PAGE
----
I.e. when I shoot Panaromas, I will using "AF" focus on the first segment, then will turn off auto focus change to "MF" for my lens. That way, my camera doesn't refocus as I shoot the different segments, which would be very bad.

    It just like using "AF" to get the focusing point and use "MF" to lock in. That my way to do it.
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  8. #8
    Senior Member Numnumball's Avatar
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    Default Re: AF n MF

    Quote Originally Posted by alancwr View Post
    when to use either 1?
    i have some frens who used AF as default
    some who used MF as default..

    can kindly advise me?
    1. When u can't nail the focus u want (focus shift in fast primes)..where MF works better..
    2. When u doing macro, u need precise adjustments in certain focus areas
    3. In night photography when it takes ages to AF (hunting) and hyper focal distancing comes into play
    4. In Long exposures in broaddaylight with high stops NDs when Af is simply not possible through super dark viewfinder with ND filter applied
    5. In Pano'in when u want ur exposures to be consistent throughout. and the list goes on...

    Personally i prefer MF over AF nwadays
    Last edited by Numnumball; 20th August 2010 at 11:00 AM.
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  9. #9

    Default Re: AF n MF

    You should use MF exclusively for one week. If you find no problem with that, you should then continue with MF. If you have something difficulty focusing, then try AF for one week. You should alternate one week of MF with another week of AF. After 3 months, you would be sure which is better for you.

  10. #10
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    Default Re: AF n MF

    i MF when i dun have a choice:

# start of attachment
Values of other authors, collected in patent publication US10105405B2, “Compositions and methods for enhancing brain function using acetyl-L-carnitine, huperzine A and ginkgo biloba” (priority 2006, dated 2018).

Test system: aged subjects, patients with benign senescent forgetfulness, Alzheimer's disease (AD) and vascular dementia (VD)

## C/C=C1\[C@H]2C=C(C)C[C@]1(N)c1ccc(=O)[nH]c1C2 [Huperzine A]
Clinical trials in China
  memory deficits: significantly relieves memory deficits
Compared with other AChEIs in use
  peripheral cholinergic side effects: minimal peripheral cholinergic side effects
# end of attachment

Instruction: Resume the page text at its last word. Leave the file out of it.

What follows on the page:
1. manual lens...
    2. can't get the focus point i want: macro shots & low light situation when the lens hunt
    MF can be pretty fun and frustrating sometimes too, still learning

  11. #11
    Senior Member ovaltinemilo's Avatar
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    Default Re: AF n MF

    AF whenever possible, MF with my old Nikkors...
    ...:::..::.Nikon.::.:::..
    RGB Metering & Focusing.

  12. #12

    Default Re: AF n MF

    the most powerful and accurate focusing comes not from the camera, but your eyes, because you know what exactly you want.
    even the smart and powerful camera gets fooled once in a while.

    MF is something that is good to try and practice, especially for shots that you can afford to wait.
    AF requires contrast and sufficient lighting (so does your eye actually) and is pretty accurate most of the time, and definitely faster (useful in sports).

    However, it is great to learn MF because it can help you out in tight situations, and it once happened that my friend was covering an event and the AF jammed on him and he had to use manual focus for the rest of the event.

    But stick with AF, you can't go wrong for most of the shots (:

  13. #13
    Senior Member giantcanopy's Avatar
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    Default Re: AF n MF

    I AF all the time . I MF if i cannot AF or AF not reliable.

    Ryan